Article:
Gladware = in your kitchen cabinet or fridge.

Ammo can = out in the woods.

Bison design tubes (the real ones) = out in the woods.

Lock & Locks (the real ones) = out in the woods.

Performs = out in the woods.

Wow...............so if we don't have any woods nearby, we can't hide caches? Now that's "crappy"!

Sure you can. i'm sure you got a walmart, target, autozone, circleK, 7-11 parking lot in your area.

mc donalds, BKs, KFCs all have bushes you could toss a film cannister behind :ph34r:

:laughing: I don't hide film cannisters and I don't hide caches in parking lots either.

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And so, I was cleaning, and discovered...

Once upon a time, in a galaxy far away, I used to tumble rocks. Rock polisher. Take small rocks, put them in the tumbler with water, and grit. Tumble for a few weeks. Change grit to a finer grit,and tumble a few more weeks. &c. Hey! I've got lots of great polished rocks!

Well, unfortunately, it died, and I lost interest. Recently found the container, hiding somewheres. It's waterproof, if closed properly. 5" tall, 4" radius cylinder. "Don't Tumble on the Rocks" is screaming in my mind! Might be my first attempt at PMO. (Hey. I had a nice hide that was evil. People tore the area apart!) May be best to make it an evil mystery cache! That would limit the finders to 'the possessed'. Hopefully, they would be more considerate of the ache and area?

But, that's what I found buried in my closet!

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OK, I desparately want to hide a Geocache, but before I spend ANY money on a container that's going to be open to the elements, I want to make sure that there are no household items that could be used. What should I use? Any size is OK. :)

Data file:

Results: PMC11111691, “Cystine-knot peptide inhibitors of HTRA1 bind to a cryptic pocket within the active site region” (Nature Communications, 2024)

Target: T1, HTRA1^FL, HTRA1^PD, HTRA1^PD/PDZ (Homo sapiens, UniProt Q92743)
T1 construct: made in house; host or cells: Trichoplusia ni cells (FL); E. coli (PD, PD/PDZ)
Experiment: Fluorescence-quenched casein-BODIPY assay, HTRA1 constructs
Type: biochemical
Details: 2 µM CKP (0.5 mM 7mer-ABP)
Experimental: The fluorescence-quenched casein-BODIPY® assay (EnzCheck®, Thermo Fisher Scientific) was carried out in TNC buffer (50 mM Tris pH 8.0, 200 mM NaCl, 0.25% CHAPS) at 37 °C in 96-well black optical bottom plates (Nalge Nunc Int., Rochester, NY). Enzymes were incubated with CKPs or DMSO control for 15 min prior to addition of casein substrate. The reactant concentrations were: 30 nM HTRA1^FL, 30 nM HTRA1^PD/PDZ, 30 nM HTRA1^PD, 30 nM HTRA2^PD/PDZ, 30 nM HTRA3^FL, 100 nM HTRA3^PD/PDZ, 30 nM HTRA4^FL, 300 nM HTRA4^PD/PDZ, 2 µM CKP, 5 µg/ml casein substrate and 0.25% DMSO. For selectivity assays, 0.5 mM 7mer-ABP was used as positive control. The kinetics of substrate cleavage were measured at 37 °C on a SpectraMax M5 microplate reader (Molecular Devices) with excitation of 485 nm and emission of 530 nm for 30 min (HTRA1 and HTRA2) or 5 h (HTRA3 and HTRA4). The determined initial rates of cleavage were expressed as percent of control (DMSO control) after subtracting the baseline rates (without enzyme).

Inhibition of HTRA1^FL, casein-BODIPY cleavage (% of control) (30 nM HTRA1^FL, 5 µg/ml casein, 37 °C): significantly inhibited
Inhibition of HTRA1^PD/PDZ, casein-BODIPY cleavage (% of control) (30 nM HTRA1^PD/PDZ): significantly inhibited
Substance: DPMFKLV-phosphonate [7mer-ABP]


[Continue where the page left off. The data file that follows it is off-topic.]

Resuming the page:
P.S.~ I was considering using a fairly large plastic pretzel container... would that be a bad idea since it's plastic???

Pill bottle, Tupperware tube, LnL, PB Jar, Ammo Can, Bison Tube, Medicine Bottle, Gladware, Altoids Tin anything, as long as it is watertight and it lasts long. :)

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OK, I desparately want to hide a Geocache, but before I spend ANY money on a container that's going to be open to the elements, I want to make sure that there are no household items that could be used. What should I use? Any size is OK. :)

 

P.S.~ I was considering using a fairly large plastic pretzel container... would that be a bad idea since it's plastic???

Pill bottle, Tupperware tube, LnL, PB Jar, Ammo Can, Bison Tube, Medicine Bottle, Gladware, Altoids Tin anything, as long as it is watertight and it lasts long. :)

 

I don't recommend EVER using a food container (including drink mixes, coffe cans, spice jars, etc.) since they tend to atract bugs and other critters, but if you do be sure to wash it thoroughly and bleach the inside to try to remove as much of the food smell as possible. Remember, most critters can smell things we can't.

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OK, I desparately want to hide a Geocache, but before I spend ANY money on a container that's going to be open to the elements, I want to make sure that there are no household items that could be used. What should I use? Any size is OK. :)

 

P.S.~ I was considering using a fairly large plastic pretzel container... would that be a bad idea since it's plastic???